In recent years, Toll-like receptors (TLRs) have emerged as critical recognition elements of innate immunity, both for induction of inflammation at the site of an infection and for induction of an adaptive immune response. These receptors are expressed on the three major types of immune cells in many tissues, immature dendritic cells, tissue macrophages, and mast cells, as well as on several other types of cells. In the proposed project, we shall define which type of cell is responsible for mediating several TLR-based immune responses, systemically and in the airways. In these studies, we shall take advantage of a conditional allele we have engineered into the mouse germ line for the key TLR signaling adaptor molecule MyD88. This allows us to delete the gene encoding MyD88 specifically in particular cell types including dendritic cells, macrophages and neutrophils, B cells, and T cells.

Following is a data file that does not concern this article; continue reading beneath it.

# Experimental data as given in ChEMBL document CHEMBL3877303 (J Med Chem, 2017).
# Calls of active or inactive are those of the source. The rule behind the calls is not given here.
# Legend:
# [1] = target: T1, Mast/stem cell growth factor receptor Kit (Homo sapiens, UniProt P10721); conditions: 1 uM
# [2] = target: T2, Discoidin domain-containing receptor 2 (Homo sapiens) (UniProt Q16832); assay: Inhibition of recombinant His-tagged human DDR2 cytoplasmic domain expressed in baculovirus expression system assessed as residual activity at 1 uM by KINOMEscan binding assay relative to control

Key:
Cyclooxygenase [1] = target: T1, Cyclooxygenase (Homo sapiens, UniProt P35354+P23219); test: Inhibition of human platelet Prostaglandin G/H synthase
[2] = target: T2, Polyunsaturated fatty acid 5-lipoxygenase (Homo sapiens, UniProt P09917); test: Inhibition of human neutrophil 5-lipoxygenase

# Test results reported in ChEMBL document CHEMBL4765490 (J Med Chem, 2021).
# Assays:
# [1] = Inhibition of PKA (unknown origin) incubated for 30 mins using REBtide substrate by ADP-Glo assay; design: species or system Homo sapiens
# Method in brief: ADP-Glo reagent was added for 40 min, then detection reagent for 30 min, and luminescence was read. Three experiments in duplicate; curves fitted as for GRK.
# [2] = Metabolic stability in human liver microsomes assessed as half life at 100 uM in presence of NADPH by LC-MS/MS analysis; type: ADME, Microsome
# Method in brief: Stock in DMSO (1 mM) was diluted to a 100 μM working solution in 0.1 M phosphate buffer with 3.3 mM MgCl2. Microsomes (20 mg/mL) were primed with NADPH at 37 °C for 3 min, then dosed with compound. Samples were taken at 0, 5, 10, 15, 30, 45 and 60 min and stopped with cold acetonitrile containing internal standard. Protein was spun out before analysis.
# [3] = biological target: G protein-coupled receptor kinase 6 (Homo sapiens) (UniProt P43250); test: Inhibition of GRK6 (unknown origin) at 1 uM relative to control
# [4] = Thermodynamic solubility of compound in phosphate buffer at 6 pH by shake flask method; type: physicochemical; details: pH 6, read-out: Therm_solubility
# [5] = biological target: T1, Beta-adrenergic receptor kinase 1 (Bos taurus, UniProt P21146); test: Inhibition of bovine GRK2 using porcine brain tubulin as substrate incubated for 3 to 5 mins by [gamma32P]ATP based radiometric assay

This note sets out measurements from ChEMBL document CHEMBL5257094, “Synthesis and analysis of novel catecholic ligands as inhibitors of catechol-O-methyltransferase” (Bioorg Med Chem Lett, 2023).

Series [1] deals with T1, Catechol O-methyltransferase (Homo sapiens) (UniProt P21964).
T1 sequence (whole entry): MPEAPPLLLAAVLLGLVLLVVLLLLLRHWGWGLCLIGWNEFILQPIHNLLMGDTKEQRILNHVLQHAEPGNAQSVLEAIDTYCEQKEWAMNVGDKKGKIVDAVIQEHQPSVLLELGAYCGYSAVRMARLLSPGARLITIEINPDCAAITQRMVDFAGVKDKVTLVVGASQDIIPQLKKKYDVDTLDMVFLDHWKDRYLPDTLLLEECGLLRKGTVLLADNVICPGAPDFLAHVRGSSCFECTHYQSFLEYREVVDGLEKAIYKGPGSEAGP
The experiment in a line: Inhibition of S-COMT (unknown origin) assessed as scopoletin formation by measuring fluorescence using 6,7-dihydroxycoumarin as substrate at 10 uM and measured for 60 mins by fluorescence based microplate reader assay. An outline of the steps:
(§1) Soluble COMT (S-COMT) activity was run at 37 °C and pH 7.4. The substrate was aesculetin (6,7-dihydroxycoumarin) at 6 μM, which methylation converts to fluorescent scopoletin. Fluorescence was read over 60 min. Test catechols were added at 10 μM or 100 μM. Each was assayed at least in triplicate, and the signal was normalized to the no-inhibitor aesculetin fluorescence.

In Aim 1, we shall determine the role of dendritic cells in a mouse model of allergic asthma in which antigen + TLR ligands are introduced via the airways.
In Aim 2, we shall analyze the immune response of mice to systemic or airway exposure to zymosan, a yeast cell wall preparation that is composed of chitin, ligands for TLR2 and ligands for C-type lectin receptors (dectin-1, etc.). We shall dissect the roles that these different innate immune ligands play in directing the nature of the immune response between Th1, Th2 and Th17. The contributions of particular cell types will also be determined. Finally, in Aim 3, we'll determine the cell type-specific roles of MyD88 in host defense to systemic infection by the fungal pathogen, Candida albicans. Lay Language Summary: The proposed studies will determine which immune cells in tissues are responsible for initiating immune responses to inhaled antigens as a model of allergic asthma, to infections with yeasts and molds. This will be accomplished by the use of genetically modified mice, in which key immune cell types are unable to recognize the presence of fungal cell walls. These studies will be useful for improving vaccination strategies and for developing novel strategies to block inflammation for patients with inflammatory diseases.
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